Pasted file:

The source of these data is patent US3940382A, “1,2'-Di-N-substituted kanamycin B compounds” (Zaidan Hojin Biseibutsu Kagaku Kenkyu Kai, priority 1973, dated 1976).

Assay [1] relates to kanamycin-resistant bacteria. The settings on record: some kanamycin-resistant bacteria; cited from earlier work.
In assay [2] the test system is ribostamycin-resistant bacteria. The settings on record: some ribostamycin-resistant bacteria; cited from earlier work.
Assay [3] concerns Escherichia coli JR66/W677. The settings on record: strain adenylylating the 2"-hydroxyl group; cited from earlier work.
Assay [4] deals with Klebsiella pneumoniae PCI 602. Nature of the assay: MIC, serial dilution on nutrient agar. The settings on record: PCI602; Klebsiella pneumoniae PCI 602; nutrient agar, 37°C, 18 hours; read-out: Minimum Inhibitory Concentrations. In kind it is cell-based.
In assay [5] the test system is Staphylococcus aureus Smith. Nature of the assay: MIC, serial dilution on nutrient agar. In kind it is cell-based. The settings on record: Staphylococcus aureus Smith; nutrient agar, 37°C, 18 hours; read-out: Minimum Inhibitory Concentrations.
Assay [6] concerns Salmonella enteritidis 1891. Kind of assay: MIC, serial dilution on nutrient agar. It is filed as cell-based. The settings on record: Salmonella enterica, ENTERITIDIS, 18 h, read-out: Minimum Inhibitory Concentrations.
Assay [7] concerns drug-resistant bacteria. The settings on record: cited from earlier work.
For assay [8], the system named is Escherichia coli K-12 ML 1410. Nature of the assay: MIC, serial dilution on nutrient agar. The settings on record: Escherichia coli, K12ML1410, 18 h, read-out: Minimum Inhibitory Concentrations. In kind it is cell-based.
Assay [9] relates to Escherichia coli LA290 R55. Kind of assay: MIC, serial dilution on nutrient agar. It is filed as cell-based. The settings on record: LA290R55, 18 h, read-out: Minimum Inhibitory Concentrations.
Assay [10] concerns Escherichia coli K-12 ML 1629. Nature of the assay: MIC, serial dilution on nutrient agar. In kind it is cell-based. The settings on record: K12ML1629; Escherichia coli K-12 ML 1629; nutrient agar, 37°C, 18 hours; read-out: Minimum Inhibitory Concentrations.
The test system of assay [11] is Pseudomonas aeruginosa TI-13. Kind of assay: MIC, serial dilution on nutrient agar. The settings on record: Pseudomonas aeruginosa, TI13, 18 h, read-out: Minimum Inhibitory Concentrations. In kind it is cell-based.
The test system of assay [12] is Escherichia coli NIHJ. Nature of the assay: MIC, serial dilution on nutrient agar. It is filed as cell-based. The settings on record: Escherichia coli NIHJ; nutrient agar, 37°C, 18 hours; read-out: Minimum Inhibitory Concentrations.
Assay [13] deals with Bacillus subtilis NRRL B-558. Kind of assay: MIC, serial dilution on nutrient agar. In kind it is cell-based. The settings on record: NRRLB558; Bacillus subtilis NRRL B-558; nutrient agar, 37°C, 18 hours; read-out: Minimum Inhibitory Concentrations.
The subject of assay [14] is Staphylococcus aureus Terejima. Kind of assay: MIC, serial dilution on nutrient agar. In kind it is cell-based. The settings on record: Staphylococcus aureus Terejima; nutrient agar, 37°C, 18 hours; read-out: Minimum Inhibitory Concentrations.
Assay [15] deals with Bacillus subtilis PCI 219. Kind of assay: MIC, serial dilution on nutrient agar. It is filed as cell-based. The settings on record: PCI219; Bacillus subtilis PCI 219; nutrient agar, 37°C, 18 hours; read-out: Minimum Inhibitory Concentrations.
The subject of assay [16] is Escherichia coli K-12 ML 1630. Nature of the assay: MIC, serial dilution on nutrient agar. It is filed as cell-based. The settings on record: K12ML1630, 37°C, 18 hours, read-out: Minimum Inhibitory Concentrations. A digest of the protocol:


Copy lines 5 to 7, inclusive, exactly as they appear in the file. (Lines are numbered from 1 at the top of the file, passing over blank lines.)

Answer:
Assay [4] deals with Klebsiella pneumoniae PCI 602. Nature of the assay: MIC, serial dilution on nutrient agar. The settings on record: PCI602; Klebsiella pneumoniae PCI 602; nutrient agar, 37°C, 18 hours; read-out: Minimum Inhibitory Concentrations. In kind it is cell-based.
In assay [5] the test system is Staphylococcus aureus Smith. Nature of the assay: MIC, serial dilution on nutrient agar. In kind it is cell-based. The settings on record: Staphylococcus aureus Smith; nutrient agar, 37°C, 18 hours; read-out: Minimum Inhibitory Concentrations.
Assay [6] concerns Salmonella enteritidis 1891. Kind of assay: MIC, serial dilution on nutrient agar. It is filed as cell-based. The settings on record: Salmonella enterica, ENTERITIDIS, 18 h, read-out: Minimum Inhibitory Concentrations.